One important trend that is occupying companies across all sectors this year is the question of sustainability in their own business processes. Consumers have long been aware of the responsibility of companies for the environment and society – and management is also increasingly taking up these demands. This is no longer just a measure for marketing and PR, but also in terms of the results actually achieved.
After all, if you want to be successful on the market in the long term, you also have to be and become aware of your own ecological footprint. This also includes IT departments: How high is the ecological footprint of your own IT department? What are the CO2 emissions of the company’s own and rented server landscapes? And above all: how can this be reduced or compensated for? How can hardware be disposed of in an environmentally friendly manner at the end of its business lifecycle?
A study shows that the positive effect on the environment is also linked to improved business results: companies that implement comprehensive measures for sustainable IT record better ESG ratings (61 percent) as well as higher customer satisfaction (56 percent) and realize tax benefits (44 percent).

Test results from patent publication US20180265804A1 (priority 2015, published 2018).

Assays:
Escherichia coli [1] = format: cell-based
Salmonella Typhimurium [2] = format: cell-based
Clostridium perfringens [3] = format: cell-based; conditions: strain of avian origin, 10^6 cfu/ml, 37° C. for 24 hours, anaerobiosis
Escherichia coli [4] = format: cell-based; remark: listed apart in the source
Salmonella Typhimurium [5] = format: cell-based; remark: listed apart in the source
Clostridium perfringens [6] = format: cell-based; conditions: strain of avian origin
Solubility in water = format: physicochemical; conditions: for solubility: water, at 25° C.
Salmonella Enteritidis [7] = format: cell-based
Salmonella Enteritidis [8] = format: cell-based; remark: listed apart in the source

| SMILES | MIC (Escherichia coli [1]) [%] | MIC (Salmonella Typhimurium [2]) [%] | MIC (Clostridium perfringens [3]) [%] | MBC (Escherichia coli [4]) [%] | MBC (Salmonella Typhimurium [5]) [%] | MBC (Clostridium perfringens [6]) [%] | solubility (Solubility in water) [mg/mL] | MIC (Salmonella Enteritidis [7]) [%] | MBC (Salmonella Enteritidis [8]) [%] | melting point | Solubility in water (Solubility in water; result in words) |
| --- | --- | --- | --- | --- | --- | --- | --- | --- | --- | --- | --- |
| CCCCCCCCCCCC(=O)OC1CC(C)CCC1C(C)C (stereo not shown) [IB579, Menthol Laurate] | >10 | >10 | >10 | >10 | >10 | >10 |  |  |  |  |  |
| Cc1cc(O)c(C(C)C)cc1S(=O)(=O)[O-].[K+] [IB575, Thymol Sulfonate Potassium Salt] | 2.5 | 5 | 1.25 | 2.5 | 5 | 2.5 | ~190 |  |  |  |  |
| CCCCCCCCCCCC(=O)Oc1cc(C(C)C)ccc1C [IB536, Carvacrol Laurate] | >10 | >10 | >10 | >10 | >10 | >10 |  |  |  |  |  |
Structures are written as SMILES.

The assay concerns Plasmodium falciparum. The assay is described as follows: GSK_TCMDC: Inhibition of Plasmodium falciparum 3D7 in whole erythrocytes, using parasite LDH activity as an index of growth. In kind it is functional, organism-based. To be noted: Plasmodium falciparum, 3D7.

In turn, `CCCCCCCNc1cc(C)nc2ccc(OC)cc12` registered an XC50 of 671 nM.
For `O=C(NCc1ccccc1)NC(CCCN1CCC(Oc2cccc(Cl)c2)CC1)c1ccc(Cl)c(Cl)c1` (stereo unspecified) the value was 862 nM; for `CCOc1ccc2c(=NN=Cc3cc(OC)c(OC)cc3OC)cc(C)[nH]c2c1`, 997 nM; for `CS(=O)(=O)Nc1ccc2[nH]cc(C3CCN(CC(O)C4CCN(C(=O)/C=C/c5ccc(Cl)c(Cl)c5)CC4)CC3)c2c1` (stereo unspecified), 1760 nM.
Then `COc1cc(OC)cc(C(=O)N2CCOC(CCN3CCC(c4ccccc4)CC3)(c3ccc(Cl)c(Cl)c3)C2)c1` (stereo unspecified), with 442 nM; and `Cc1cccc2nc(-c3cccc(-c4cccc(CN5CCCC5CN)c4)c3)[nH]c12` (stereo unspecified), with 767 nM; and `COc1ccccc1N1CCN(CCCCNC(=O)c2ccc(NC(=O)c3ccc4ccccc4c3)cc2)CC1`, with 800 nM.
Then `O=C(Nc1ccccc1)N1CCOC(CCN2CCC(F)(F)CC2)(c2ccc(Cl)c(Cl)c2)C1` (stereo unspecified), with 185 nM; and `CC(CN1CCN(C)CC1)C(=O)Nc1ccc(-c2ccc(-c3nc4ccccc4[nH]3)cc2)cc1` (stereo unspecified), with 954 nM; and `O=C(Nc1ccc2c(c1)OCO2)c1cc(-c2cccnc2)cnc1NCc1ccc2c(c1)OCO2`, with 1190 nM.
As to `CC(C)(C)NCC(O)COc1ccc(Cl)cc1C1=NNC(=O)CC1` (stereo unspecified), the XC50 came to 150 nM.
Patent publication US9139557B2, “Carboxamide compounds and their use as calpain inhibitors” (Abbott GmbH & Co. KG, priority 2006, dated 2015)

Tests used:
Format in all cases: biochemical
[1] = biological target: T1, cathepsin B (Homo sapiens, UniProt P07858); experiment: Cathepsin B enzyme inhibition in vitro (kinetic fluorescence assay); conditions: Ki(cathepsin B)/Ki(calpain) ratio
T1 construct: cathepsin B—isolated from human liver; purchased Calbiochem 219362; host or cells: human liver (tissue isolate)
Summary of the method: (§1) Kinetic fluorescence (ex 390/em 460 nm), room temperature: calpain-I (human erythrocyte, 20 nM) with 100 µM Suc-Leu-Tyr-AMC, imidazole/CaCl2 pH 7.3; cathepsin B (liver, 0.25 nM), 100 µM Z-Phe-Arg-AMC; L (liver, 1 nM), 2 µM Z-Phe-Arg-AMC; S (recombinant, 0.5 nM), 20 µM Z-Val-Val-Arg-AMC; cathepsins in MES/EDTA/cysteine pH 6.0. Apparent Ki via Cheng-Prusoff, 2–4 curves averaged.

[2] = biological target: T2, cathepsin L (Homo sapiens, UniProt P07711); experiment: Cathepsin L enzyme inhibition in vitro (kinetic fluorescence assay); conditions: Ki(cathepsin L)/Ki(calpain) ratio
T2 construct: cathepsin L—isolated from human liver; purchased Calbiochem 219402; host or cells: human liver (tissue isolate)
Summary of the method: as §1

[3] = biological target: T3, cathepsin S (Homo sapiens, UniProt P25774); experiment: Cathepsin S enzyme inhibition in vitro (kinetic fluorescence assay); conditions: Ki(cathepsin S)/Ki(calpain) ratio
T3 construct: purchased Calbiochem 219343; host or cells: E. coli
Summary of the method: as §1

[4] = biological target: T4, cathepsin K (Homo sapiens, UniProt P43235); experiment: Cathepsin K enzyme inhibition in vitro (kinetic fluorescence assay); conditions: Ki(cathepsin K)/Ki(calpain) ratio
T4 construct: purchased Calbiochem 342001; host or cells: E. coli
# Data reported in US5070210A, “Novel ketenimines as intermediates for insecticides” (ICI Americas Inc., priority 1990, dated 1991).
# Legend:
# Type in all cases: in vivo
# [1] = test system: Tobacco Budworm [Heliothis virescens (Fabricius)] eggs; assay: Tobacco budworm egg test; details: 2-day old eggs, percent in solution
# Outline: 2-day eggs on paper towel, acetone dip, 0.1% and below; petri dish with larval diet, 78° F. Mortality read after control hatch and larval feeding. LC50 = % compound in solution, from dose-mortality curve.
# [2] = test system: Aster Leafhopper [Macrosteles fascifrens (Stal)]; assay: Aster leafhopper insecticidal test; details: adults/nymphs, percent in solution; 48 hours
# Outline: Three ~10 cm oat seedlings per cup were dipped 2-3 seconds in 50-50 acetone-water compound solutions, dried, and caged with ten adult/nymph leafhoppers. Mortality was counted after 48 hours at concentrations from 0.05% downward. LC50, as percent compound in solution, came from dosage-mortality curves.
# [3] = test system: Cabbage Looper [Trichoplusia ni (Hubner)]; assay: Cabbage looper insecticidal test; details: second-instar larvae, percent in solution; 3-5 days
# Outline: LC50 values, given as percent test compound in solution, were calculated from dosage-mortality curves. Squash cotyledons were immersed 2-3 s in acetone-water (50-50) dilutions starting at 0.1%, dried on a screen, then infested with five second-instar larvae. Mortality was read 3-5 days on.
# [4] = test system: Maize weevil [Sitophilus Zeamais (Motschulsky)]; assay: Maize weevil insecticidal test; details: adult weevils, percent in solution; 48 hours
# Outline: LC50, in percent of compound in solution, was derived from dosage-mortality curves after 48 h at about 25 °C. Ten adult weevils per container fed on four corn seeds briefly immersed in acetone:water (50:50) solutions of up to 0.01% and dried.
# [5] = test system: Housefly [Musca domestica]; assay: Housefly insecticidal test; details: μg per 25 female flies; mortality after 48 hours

The cloud as the basis for sustainable IT structures
There are many reasons for the cloud, but in fact, one important aspect is often forgotten: that of sustainability. Of course, large data centers indeed require a lot of energy to deliver full performance. Nevertheless, it makes more ecological sense to rely on centralized infrastructures from third-party providers than to build small data centers in-house yourself. For one thing, decentralized server landscapes require more hardware in total than large centralized server farms. In addition, companies often do not fully exploit the potential of their own data centers due to a lack of resources and expertise. These data centers, therefore, have a poor balance sheet, not only economically but also ecologically.
Microsoft, for example, has calculated that hyper-scale data centers are between 22 and 93 percent more energy efficient than traditional on-premises solutions.
Are you ready for the cloud?